But we already know how M$F is banging the drum slowly regarding older riders apart from instructors - so that, too, shows a disrespect for the shoulders they perch on both in terms of students and instructors and consumers.
Both Sherry and Rob, then, reveal the true attitude of the M$F towards the older instructor:
MSF doesn't value or respect the very foundation, face and feet on the range of rider education. This lack of respect for what makes rider education work in this country is unacceptable. Unforgivable. I keep asking myself, "How stupid can they be?"
But it's not stupid, is it? Because of course, you wonderful people will keep on teaching because you believe it's critical to do so, because you are who you are, no matter what happens. It's not like all those who are 45 and older will rise up and say, "no more until you change your attitude." Because you ARE riders and you don't give a damn what Tim or Rob or Sherry think. And YOUR state administrators are too smart to bite the hands that direct the students on the range I doubt very much if there's age discrimination going on in non-M$F administered state programs.
We all, of course, are well aware that M$F representatives including Buche and Ochs have stated on the record that older instructors and administrators were "dinosaurs" if they didn't embrace the BRC. Until now, I hadn't, at least, realized they meant the slur literally.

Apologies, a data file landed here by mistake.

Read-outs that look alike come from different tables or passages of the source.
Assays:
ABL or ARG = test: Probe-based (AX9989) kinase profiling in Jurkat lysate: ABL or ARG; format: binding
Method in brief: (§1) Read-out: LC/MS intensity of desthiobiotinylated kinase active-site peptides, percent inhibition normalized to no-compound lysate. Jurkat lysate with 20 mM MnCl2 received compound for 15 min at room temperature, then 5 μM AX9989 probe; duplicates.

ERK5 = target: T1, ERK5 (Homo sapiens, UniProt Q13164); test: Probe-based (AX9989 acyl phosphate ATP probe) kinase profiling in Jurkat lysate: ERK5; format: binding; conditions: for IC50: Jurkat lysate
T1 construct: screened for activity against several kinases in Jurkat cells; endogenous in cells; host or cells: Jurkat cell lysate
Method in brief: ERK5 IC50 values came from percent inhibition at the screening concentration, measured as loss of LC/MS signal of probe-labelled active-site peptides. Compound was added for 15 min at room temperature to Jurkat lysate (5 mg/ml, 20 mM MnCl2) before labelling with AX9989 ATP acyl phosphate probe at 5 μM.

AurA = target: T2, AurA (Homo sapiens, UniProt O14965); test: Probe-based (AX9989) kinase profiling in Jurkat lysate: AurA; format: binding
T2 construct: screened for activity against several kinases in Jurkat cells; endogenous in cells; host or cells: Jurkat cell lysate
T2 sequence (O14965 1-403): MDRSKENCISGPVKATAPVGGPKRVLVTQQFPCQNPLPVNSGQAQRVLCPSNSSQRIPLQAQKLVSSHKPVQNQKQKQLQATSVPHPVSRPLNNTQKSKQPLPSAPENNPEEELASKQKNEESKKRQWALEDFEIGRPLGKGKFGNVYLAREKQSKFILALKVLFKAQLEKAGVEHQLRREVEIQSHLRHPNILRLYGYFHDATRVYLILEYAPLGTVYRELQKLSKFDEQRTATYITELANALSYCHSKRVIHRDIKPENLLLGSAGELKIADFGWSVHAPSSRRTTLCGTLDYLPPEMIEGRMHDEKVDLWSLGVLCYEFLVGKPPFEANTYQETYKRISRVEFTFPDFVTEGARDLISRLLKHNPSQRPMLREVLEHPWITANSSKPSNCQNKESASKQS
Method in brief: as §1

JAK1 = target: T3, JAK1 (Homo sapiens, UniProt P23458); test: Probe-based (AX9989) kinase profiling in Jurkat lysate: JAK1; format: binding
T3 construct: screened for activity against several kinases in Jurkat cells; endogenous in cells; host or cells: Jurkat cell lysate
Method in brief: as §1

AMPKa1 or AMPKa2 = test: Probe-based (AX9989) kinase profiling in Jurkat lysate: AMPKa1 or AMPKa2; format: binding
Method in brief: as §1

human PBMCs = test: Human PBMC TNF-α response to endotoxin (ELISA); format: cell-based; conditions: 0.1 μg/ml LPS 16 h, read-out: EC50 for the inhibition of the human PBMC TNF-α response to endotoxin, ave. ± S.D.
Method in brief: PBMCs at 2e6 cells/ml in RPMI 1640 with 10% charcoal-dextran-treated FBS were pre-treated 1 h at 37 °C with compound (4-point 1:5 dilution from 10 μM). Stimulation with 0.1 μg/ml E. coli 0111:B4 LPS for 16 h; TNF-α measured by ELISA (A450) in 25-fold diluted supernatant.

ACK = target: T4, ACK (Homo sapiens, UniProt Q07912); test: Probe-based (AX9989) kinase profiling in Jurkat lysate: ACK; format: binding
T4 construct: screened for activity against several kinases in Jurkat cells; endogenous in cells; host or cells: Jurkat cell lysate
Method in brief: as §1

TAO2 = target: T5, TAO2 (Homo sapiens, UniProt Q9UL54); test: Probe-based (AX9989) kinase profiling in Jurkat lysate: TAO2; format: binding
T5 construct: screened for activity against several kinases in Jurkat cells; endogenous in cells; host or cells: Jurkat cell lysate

Whence comes this latest blatant youth preference and age discrimination? I can't say for sure but the following suggests a very good reason:
Later in her presentation, Williams went over some of the results of the online instructor survey done in February. During that portion of her presentation, she states that 7% of all the instructors who responded answered zero out of a possible 10 to every single BRC related question and she emphasized zero, zero, zero. Then she added that of 3% responded zero to how satisfied they were with the curriculum and how they enjoyed teaching it. Then she said that she had delved deeper into the data and discovered that the majority of those who dislike the BRC tend to be you guessed it older. "Of course older people have a difficult time with change," she said.